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Robot garage to open in New York

New York City's first public robotic public garage is set to open next month, and developers are confident it can squeeze 67 cars in a space that would normally only fit 24.
A construction worker watches as a robotic steel pallet lowers a vehicle into a completely automated parking garage in New York. The automated parking system is the first of its kind in the United States.
A construction worker watches as a robotic steel pallet lowers a vehicle into a completely automated parking garage in New York. The automated parking system is the first of its kind in the United States. Kathy Willens / AP
/ Source: The Associated Press

Would you trust a robot to park your car?

The question will confront New Yorkers in February as the city's first robotic parking opens in Chinatown.

The technology has had a good track record overseas, but the only other public robotic garage in the United States has been troublesome, dropping vehicles and trapping cars because of technical glitches.

Nonetheless, the developers of the Chinatown garage are confident with the technology and are counting on it to squeeze 67 cars in an apartment-building basement that would otherwise fit only 24, accomplished by removing a ramp and maneuver space normally required.

A humanoid robot valet won't be stepping into your car to drive it.

Rather, the garage itself does the parking. The driver stops the car on a pallet and gets out. The pallet is then lowered into the innards of the garage, and transported to a vacant parking space by a computer-controlled contraption similar to an elevator that also runs sideways.

There is no human supervision, but an attendant will be on hand to accept cash and explain the system to baffled humans.

Parking rates will be competitive — about $400 monthly or $25 per day, according to Ari Milstein, the director of planning for Automotion Parking Systems, the U.S. subsidiary of Germany's Stolzer Parkhaus, which has built automated garages in several countries overseas and in the United States for residents of a Washington, D.C., apartment building.

Another company had built the only other public robotic garage in the United States, the one with a checkered past.

Built in 2002 across the river in Hoboken, N.J., with 314 spaces for monthly rentals only, the garage dropped an unoccupied Cadillac Deville six floors in 2004 and a Jeep four stories the following year. Early last year, a malfunction that went unrepaired for 26 hours trapped cars inside.

This summer, the city of Hoboken tried to wrest control of the garage from its builder, Robotic Parking Systems Inc. of Clearwater, Fla., and an ensuing court battle shut it down for two weeks, trapping some cars inside. The garage is closed until Thursday as the city replaces the controlling software, city spokesman Bill Campbell said.

Dennis Clarke, the chief operating officer at Robotic Parking, acknowledged the operational problems, but said the garage has operated with "99.99 percent efficiency." He called the 26-hour outage a freak incident, where two redundant sensors failed at the same time and a maintenance crew failed to follow company policy in not repairing them right away.

The company's current generation of garages is much improved, Clarke added.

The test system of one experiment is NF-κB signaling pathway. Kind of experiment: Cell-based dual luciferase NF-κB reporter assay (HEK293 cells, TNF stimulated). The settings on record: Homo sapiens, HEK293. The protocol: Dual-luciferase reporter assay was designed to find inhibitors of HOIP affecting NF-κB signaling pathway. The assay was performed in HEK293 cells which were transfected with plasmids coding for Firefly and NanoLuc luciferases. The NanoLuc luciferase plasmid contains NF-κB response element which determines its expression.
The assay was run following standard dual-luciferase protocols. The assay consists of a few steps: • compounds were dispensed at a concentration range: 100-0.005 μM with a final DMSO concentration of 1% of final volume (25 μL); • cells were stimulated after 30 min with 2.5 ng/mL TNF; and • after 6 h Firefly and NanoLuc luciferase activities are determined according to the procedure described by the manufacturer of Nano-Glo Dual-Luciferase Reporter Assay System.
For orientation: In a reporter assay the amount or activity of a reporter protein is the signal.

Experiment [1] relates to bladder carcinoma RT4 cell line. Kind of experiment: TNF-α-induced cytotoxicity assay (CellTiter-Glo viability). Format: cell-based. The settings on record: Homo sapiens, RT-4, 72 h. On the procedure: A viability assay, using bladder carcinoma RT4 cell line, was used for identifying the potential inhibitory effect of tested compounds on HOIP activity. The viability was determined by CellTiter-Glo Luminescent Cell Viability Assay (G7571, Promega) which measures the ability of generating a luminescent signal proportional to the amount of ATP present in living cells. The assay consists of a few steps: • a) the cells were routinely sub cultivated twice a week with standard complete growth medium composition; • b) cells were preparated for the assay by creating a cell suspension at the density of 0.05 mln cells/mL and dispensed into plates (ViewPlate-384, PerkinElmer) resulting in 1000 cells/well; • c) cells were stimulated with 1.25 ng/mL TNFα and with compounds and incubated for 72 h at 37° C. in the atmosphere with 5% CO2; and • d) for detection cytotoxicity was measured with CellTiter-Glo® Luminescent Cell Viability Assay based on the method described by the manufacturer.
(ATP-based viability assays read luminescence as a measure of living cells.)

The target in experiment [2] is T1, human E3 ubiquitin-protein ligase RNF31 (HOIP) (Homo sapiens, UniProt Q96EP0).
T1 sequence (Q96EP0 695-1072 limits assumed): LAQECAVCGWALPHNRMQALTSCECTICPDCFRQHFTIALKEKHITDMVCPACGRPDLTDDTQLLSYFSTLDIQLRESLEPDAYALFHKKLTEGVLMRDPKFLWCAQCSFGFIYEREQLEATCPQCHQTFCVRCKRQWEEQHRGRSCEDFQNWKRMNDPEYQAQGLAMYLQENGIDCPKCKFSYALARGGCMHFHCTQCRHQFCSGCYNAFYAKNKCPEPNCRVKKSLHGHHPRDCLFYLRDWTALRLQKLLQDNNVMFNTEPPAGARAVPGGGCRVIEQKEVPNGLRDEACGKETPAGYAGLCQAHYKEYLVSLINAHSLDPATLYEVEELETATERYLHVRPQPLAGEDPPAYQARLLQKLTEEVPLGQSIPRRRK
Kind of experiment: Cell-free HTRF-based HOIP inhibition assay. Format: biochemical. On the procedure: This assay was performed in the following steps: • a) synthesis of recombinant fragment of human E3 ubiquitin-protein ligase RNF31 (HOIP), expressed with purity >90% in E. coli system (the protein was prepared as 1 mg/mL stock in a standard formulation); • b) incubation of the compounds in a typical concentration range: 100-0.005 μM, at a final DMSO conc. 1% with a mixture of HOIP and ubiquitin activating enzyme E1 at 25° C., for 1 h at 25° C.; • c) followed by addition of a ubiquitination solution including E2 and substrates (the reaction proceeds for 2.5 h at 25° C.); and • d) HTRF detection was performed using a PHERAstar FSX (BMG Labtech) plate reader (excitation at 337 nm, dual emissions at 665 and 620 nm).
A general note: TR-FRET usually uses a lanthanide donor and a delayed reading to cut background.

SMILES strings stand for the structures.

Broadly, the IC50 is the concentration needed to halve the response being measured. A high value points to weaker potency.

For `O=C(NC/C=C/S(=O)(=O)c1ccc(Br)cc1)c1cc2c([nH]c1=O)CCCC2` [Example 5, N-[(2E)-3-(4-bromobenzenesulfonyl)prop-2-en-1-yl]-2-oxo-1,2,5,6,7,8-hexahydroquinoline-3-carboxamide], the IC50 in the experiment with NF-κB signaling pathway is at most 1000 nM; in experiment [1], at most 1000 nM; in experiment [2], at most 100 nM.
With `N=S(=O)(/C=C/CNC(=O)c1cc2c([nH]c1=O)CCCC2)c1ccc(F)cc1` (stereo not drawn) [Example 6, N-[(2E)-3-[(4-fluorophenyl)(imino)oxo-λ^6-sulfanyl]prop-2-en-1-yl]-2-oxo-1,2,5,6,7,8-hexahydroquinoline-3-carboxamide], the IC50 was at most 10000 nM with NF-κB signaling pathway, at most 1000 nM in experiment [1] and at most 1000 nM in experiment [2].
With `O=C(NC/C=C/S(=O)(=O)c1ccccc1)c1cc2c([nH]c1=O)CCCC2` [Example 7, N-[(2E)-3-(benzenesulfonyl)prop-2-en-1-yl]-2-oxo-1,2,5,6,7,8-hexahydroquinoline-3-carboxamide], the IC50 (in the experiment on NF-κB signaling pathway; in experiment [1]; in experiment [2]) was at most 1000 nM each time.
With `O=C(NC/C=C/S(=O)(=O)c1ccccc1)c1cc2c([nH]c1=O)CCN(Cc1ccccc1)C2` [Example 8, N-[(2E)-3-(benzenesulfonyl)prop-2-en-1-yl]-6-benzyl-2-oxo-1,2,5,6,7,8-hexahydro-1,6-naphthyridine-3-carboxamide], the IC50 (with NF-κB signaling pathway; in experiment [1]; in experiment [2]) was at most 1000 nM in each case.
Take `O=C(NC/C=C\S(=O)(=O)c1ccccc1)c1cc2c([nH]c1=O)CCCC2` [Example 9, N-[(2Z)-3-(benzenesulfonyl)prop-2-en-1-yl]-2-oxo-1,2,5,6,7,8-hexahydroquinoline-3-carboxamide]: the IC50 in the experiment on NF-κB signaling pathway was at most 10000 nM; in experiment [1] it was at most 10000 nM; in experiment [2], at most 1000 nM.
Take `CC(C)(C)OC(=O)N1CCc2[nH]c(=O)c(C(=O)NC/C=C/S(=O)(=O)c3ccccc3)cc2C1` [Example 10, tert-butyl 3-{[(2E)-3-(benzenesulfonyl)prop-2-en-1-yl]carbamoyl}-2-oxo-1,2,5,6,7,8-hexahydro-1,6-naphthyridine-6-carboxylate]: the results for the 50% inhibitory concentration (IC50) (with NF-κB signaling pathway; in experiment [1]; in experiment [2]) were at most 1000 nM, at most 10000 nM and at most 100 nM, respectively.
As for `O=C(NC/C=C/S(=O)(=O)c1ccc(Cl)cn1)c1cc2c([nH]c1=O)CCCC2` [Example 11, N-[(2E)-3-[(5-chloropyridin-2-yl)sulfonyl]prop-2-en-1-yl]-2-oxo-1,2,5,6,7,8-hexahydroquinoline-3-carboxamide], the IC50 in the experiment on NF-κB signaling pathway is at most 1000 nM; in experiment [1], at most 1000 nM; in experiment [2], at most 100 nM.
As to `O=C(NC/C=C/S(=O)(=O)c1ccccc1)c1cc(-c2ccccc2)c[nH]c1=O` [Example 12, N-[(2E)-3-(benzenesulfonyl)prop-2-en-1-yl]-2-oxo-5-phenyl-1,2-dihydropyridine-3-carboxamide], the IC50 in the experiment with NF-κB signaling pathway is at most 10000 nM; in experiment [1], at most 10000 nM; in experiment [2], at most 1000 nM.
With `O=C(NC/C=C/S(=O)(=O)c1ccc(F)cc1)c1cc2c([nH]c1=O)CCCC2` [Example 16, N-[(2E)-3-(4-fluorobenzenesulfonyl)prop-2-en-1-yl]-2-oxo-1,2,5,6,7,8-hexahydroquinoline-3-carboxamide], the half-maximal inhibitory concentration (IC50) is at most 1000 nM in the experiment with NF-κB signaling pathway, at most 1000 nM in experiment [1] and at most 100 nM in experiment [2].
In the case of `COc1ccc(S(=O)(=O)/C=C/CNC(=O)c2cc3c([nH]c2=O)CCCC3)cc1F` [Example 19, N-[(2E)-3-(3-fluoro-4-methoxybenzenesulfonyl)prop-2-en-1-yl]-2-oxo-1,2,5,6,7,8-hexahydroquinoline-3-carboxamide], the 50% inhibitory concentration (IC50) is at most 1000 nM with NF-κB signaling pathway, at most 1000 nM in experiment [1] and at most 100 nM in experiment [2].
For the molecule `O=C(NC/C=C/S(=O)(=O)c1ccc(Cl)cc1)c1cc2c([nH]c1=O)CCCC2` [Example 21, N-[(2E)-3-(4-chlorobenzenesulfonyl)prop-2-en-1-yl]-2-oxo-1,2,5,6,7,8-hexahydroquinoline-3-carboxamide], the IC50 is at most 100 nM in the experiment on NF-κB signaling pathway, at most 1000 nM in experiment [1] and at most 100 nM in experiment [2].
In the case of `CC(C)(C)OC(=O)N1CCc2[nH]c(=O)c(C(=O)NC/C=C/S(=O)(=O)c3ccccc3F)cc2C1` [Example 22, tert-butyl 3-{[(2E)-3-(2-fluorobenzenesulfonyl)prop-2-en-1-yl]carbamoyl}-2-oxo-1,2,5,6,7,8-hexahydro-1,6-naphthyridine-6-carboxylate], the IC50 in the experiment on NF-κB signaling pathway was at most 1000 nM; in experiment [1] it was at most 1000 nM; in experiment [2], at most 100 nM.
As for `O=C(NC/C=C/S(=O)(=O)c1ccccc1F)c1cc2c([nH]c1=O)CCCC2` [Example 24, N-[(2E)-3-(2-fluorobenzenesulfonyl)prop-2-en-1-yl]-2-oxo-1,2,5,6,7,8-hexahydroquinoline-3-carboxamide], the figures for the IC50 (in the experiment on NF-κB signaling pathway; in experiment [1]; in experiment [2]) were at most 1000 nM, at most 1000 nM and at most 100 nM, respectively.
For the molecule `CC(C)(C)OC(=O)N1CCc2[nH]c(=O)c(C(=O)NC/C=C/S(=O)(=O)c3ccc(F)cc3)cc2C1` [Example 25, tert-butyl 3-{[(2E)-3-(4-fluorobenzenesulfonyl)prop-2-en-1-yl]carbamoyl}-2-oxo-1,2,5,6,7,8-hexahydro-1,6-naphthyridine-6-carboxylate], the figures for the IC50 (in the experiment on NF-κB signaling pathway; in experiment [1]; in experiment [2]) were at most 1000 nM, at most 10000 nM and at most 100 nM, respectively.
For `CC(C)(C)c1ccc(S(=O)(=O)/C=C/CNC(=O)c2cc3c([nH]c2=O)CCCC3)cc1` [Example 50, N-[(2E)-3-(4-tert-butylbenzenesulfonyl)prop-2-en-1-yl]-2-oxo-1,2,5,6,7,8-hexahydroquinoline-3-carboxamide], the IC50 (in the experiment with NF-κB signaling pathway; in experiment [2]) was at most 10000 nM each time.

"Software-wise, machinery-wise, everything that has ever given us a problem has been designed out of the system," Clarke said.

Automotion's Milstein said that in the 11 years Stolzer Parkhaus has built robotic garages, only one car has been damaged, in an incident involving a half-set parking brake. Even that loophole has now been eliminated with the addition of an additional sensor, he said.

"It is a complete virtual impossibility that damage can occur," he said.

If the garage lives up to that claim, it would certainly be a safety record unheard of for traditional garages, where not only cars but people get hurt and even killed. Even the Hoboken garage may not look like a disaster by comparison, though it's rare for a conventional garage not to give your car back.

The two loading bays in the Chinatown garage are outfitted with enough laser and radar sensors to make Fort Knox jealous. They sense if the car fits on the pallet (it's large enough for medium-sized SUVs) and look for movement to determine whether the driver and passenger have left the car. When the car is properly parked on the pallet, the driver is told to exit the car and leave the bay, and a door closes behind him or her before the pallet descends into the garage.

When the driver comes back for the car, the underground system goes into motion to retrieve it. Because it parks cars two deep in some slots, it sometimes needs to shuffle cars around to retrieve others. The software figures all that out.

In a touch worthy of Inspector Gadget, an underground turntable turns the car around before it's lifted to the surface, ensuring that it's returned facing out into the driveway, eliminating any need to back out of the garage.

Clarke at Robotic Parking Systems said demand for robotic parking is booming in the country after long lagging behind other developed countries.

The company just finished shipping a 900-car garage to Dubai and signed a deal for a 1,200-car garage for the United Arab Emirates, is working on several U.S. projects, including one 229-car garage at the Hollywood Grande resort in Florida.

"Demand is such that they're really stacking up on us," Clarke said. "What seems to have happened is that the developers have been wanting this for a long time, but the architects have been lagging behind. Architects use the same plans over and over, particularly when it comes to parking in a garage."